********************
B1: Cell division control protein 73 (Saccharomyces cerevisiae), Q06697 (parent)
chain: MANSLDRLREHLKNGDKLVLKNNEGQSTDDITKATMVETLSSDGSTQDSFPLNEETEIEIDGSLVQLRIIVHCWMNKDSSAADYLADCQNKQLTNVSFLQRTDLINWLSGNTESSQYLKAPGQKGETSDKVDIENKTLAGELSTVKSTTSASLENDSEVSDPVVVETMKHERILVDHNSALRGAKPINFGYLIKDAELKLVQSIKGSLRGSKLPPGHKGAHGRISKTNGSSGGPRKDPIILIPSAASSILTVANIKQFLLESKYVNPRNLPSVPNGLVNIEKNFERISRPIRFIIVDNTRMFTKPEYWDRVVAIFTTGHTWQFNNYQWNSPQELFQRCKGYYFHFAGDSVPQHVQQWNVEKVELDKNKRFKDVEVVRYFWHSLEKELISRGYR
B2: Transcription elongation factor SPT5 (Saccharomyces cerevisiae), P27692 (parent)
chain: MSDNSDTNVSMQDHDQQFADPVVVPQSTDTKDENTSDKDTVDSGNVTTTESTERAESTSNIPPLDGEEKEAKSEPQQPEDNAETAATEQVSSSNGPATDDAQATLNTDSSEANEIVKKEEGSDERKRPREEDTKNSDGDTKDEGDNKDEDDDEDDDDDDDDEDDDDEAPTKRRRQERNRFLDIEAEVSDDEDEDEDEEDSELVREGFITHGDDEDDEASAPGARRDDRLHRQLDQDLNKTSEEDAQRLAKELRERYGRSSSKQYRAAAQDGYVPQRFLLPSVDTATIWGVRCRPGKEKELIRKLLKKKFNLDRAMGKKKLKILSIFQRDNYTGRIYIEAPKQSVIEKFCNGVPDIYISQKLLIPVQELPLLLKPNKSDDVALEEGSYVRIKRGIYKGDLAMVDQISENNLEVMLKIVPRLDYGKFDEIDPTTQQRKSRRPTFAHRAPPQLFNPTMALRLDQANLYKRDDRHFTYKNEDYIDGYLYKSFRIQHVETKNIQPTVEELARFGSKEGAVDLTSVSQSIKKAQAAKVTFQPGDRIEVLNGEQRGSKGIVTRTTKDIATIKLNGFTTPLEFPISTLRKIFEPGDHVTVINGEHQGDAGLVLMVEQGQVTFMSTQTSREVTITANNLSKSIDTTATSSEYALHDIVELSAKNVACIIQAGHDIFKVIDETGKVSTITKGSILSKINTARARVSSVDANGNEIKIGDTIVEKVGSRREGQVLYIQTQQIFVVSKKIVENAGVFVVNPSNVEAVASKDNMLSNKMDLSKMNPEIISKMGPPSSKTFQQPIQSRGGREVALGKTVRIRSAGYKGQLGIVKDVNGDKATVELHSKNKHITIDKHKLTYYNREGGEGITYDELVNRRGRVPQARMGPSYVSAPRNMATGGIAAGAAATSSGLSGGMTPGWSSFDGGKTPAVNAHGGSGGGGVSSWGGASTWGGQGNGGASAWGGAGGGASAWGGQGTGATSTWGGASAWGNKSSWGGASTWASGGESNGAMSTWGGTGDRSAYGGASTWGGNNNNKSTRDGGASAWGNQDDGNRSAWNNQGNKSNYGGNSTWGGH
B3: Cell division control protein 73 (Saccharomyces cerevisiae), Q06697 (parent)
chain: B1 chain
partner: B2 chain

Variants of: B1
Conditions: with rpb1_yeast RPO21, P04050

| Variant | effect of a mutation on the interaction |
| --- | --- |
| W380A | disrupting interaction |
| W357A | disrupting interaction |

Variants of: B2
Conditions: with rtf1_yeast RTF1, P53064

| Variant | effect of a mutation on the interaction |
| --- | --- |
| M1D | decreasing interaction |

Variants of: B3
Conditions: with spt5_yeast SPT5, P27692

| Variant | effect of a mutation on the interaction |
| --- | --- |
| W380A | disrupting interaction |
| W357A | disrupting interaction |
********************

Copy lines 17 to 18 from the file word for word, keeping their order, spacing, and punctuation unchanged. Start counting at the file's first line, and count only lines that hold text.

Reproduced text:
| --- | --- |
| M1D | decreasing interaction |